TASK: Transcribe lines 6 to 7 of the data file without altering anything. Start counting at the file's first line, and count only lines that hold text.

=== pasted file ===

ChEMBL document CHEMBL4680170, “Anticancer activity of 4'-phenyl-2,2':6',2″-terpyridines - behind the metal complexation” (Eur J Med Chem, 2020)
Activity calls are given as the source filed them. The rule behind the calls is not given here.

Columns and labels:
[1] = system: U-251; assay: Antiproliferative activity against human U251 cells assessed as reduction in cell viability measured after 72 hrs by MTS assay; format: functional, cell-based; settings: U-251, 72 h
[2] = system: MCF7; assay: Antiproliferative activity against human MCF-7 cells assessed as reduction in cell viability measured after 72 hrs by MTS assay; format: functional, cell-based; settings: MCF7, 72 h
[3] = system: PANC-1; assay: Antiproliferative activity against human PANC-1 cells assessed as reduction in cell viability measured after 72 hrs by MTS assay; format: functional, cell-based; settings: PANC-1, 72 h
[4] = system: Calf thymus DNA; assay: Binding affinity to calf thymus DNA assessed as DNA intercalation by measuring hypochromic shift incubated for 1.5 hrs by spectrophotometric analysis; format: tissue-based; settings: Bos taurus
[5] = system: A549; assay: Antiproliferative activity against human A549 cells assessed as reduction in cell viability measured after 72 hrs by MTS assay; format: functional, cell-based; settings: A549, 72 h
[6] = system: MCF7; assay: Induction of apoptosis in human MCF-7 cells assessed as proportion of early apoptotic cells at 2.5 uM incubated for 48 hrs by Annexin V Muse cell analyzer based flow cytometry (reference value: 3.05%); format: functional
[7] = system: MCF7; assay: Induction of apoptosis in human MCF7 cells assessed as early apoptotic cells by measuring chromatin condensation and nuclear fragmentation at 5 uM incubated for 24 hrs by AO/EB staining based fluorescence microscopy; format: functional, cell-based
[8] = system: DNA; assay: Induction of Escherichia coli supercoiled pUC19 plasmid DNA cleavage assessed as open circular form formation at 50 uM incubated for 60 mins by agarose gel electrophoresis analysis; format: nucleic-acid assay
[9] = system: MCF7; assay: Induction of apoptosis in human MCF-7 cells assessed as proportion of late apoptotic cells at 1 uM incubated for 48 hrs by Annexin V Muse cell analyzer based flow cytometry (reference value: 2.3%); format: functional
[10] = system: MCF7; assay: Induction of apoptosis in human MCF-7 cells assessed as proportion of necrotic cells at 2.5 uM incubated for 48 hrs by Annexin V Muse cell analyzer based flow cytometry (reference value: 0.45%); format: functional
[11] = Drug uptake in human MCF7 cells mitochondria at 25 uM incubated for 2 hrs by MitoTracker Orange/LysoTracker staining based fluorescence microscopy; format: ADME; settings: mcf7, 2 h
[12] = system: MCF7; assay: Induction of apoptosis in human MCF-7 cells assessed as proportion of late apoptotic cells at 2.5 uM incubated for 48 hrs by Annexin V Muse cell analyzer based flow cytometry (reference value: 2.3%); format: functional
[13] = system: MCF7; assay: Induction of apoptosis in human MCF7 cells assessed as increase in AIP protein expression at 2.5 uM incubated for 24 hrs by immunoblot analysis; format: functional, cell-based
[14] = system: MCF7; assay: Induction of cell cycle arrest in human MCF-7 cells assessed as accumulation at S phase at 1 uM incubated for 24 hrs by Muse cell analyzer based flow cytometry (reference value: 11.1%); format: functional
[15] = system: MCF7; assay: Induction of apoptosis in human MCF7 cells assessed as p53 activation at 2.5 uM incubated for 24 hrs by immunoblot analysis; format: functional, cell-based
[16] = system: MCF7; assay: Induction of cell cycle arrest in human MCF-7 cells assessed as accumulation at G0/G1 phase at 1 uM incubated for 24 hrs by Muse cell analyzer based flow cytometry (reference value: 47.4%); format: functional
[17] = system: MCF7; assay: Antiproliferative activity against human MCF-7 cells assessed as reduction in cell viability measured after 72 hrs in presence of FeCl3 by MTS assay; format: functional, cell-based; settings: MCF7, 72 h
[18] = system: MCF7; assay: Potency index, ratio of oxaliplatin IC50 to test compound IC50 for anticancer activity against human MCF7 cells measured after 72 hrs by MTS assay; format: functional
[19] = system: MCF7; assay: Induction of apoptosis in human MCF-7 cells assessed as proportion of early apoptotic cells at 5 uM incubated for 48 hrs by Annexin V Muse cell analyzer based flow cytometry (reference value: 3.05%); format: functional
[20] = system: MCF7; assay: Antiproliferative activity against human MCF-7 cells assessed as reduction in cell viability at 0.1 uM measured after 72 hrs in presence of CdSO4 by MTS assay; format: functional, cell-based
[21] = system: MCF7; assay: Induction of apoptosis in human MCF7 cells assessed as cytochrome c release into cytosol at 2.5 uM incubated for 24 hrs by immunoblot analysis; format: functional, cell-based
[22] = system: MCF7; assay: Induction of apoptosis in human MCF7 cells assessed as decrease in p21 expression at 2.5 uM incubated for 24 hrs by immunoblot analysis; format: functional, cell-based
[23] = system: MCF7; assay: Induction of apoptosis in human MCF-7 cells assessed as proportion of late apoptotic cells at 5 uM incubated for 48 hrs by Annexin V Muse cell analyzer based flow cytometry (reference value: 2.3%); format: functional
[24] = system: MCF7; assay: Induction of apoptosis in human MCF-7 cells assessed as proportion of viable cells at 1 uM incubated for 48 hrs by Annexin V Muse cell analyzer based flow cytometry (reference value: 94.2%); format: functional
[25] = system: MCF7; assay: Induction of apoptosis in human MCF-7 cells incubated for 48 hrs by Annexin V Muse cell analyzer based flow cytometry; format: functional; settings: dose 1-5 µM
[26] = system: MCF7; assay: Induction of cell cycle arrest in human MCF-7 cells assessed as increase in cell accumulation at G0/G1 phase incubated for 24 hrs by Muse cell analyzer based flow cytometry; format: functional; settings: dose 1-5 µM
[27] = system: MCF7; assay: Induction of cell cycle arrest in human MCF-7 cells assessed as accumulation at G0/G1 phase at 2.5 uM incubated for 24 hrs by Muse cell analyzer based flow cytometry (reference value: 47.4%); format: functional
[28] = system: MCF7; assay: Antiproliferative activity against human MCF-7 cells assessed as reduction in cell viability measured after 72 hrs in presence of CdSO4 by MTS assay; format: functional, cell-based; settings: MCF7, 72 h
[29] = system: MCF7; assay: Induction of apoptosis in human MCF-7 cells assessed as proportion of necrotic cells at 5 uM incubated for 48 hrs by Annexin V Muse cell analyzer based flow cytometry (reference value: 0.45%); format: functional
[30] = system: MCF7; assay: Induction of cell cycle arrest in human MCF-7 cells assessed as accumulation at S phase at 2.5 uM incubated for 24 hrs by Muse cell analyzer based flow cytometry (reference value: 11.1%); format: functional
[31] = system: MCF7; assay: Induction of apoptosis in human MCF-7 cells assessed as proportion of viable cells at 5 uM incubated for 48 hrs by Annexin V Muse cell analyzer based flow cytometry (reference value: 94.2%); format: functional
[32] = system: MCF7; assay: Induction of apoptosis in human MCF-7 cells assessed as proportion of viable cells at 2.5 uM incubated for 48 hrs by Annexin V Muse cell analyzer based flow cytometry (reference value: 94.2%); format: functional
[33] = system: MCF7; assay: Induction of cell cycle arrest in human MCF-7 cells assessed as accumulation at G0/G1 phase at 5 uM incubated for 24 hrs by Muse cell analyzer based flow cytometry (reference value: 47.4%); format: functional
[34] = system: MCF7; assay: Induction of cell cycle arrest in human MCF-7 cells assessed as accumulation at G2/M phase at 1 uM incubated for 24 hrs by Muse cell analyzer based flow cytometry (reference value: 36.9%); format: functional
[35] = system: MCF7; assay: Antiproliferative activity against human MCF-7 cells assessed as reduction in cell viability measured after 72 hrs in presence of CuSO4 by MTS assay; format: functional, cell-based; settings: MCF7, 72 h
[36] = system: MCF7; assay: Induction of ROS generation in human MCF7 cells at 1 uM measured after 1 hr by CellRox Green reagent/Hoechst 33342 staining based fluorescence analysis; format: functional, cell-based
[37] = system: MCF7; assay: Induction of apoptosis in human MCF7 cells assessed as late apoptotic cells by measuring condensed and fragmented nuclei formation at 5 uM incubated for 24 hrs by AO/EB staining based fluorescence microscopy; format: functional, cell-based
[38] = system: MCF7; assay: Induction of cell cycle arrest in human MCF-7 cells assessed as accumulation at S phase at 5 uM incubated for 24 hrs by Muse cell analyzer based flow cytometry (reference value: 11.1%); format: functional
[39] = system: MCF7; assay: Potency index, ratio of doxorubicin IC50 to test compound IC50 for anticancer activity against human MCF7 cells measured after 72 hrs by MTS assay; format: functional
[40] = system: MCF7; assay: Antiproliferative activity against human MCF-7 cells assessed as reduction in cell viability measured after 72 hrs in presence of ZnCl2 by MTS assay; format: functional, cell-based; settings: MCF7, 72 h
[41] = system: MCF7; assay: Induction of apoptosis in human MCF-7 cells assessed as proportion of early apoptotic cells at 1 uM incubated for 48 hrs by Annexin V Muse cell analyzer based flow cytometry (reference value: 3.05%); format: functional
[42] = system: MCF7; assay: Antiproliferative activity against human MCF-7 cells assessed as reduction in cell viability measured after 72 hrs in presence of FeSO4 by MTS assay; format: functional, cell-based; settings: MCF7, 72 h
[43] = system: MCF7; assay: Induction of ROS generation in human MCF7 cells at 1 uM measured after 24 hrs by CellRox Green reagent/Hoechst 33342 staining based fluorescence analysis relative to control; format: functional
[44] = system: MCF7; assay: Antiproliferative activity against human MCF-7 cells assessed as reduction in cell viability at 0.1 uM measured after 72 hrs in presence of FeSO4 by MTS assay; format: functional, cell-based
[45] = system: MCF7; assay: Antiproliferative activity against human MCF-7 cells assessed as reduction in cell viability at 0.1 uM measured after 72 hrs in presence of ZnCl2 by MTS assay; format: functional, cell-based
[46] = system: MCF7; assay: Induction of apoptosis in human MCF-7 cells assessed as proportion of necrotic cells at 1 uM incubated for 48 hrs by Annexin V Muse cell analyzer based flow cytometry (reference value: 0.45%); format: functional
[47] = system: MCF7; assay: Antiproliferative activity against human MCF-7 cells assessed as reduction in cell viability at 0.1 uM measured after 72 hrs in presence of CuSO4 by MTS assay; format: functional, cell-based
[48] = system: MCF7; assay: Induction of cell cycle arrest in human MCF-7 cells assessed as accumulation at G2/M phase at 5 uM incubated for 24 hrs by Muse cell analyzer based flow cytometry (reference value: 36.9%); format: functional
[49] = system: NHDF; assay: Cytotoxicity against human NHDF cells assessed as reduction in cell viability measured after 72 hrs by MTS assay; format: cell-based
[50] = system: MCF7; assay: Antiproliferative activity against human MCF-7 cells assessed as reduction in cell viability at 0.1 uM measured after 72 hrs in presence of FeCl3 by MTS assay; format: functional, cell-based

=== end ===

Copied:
[3] = system: PANC-1; assay: Antiproliferative activity against human PANC-1 cells assessed as reduction in cell viability measured after 72 hrs by MTS assay; format: functional, cell-based; settings: PANC-1, 72 h
[4] = system: Calf thymus DNA; assay: Binding affinity to calf thymus DNA assessed as DNA intercalation by measuring hypochromic shift incubated for 1.5 hrs by spectrophotometric analysis; format: tissue-based; settings: Bos taurus